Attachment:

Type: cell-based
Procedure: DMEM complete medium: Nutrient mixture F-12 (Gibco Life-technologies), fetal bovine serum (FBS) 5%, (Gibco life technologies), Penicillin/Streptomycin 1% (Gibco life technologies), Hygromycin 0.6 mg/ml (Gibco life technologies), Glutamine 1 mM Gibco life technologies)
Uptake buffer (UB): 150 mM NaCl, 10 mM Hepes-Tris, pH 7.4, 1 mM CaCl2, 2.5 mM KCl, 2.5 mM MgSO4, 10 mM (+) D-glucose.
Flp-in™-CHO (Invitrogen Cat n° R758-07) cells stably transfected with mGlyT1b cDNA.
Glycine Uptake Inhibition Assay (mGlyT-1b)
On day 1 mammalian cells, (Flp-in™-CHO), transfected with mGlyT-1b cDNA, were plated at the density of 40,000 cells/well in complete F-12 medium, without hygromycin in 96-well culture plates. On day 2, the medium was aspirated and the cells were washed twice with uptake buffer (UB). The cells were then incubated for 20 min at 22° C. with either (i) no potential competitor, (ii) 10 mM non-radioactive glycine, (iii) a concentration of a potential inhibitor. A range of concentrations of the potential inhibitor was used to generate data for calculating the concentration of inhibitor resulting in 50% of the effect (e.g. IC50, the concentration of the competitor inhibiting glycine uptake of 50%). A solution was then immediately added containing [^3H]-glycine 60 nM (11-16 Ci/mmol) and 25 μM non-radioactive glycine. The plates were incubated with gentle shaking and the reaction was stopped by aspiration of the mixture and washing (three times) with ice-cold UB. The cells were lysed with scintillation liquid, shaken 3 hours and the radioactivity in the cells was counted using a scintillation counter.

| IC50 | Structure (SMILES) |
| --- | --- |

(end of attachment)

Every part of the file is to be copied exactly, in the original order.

Type: cell-based
Procedure: DMEM complete medium: Nutrient mixture F-12 (Gibco Life-technologies), fetal bovine serum (FBS) 5%, (Gibco life technologies), Penicillin/Streptomycin 1% (Gibco life technologies), Hygromycin 0.6 mg/ml (Gibco life technologies), Glutamine 1 mM Gibco life technologies)
Uptake buffer (UB): 150 mM NaCl, 10 mM Hepes-Tris, pH 7.4, 1 mM CaCl2, 2.5 mM KCl, 2.5 mM MgSO4, 10 mM (+) D-glucose.
Flp-in™-CHO (Invitrogen Cat n° R758-07) cells stably transfected with mGlyT1b cDNA.
Glycine Uptake Inhibition Assay (mGlyT-1b)
On day 1 mammalian cells, (Flp-in™-CHO), transfected with mGlyT-1b cDNA, were plated at the density of 40,000 cells/well in complete F-12 medium, without hygromycin in 96-well culture plates. On day 2, the medium was aspirated and the cells were washed twice with uptake buffer (UB). The cells were then incubated for 20 min at 22° C. with either (i) no potential competitor, (ii) 10 mM non-radioactive glycine, (iii) a concentration of a potential inhibitor. A range of concentrations of the potential inhibitor was used to generate data for calculating the concentration of inhibitor resulting in 50% of the effect (e.g. IC50, the concentration of the competitor inhibiting glycine uptake of 50%). A solution was then immediately added containing [^3H]-glycine 60 nM (11-16 Ci/mmol) and 25 μM non-radioactive glycine. The plates were incubated with gentle shaking and the reaction was stopped by aspiration of the mixture and washing (three times) with ice-cold UB. The cells were lysed with scintillation liquid, shaken 3 hours and the radioactivity in the cells was counted using a scintillation counter.

| IC50 | Structure (SMILES) |
| --- | --- |